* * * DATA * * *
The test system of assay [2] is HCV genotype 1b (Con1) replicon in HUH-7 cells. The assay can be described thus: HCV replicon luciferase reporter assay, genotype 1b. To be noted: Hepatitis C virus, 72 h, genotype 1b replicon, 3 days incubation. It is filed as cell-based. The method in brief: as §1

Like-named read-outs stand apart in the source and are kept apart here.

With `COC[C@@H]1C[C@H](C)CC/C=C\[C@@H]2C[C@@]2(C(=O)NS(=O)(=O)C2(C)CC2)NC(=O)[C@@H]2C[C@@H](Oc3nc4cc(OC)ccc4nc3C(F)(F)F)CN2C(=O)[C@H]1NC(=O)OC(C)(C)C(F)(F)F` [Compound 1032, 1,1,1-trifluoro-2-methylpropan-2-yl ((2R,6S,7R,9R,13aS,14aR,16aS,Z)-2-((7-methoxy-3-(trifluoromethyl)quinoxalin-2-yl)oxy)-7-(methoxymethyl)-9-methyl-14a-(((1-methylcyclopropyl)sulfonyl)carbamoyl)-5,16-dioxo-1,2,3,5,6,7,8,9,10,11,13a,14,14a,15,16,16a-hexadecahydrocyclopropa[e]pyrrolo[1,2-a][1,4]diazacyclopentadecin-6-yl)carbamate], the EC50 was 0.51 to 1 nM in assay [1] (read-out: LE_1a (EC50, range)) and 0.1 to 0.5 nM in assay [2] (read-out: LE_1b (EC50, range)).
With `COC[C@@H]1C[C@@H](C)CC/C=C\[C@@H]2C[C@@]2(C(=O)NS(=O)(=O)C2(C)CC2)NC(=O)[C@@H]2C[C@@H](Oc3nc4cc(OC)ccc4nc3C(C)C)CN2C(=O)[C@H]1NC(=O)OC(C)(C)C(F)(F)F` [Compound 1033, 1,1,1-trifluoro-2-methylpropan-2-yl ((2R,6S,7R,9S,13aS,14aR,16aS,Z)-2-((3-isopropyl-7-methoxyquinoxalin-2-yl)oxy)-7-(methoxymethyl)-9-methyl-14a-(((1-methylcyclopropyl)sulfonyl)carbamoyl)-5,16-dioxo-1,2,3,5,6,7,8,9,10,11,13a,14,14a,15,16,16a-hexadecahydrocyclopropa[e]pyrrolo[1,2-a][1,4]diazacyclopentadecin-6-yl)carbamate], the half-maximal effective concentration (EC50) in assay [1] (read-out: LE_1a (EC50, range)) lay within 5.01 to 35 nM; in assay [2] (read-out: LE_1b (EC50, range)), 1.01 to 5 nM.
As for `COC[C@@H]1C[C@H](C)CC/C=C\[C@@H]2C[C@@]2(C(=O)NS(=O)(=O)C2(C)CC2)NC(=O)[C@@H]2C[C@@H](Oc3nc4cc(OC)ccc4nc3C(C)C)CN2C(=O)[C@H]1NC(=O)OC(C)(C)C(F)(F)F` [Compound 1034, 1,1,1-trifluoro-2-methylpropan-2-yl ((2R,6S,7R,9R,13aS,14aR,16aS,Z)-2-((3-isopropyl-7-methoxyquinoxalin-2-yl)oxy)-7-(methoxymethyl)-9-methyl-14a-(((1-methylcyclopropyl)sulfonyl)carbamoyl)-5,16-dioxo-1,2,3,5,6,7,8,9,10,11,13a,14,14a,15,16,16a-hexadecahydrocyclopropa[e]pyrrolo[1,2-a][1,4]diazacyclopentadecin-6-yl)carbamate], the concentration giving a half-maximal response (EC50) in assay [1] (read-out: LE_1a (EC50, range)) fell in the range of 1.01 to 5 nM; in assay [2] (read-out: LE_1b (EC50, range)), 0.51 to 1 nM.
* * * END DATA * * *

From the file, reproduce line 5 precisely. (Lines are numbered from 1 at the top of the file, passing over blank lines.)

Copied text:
As for `COC[C@@H]1C[C@H](C)CC/C=C\[C@@H]2C[C@@]2(C(=O)NS(=O)(=O)C2(C)CC2)NC(=O)[C@@H]2C[C@@H](Oc3nc4cc(OC)ccc4nc3C(C)C)CN2C(=O)[C@H]1NC(=O)OC(C)(C)C(F)(F)F` [Compound 1034, 1,1,1-trifluoro-2-methylpropan-2-yl ((2R,6S,7R,9R,13aS,14aR,16aS,Z)-2-((3-isopropyl-7-methoxyquinoxalin-2-yl)oxy)-7-(methoxymethyl)-9-methyl-14a-(((1-methylcyclopropyl)sulfonyl)carbamoyl)-5,16-dioxo-1,2,3,5,6,7,8,9,10,11,13a,14,14a,15,16,16a-hexadecahydrocyclopropa[e]pyrrolo[1,2-a][1,4]diazacyclopentadecin-6-yl)carbamate], the concentration giving a half-maximal response (EC50) in assay [1] (read-out: LE_1a (EC50, range)) fell in the range of 1.01 to 5 nM; in assay [2] (read-out: LE_1b (EC50, range)), 0.51 to 1 nM.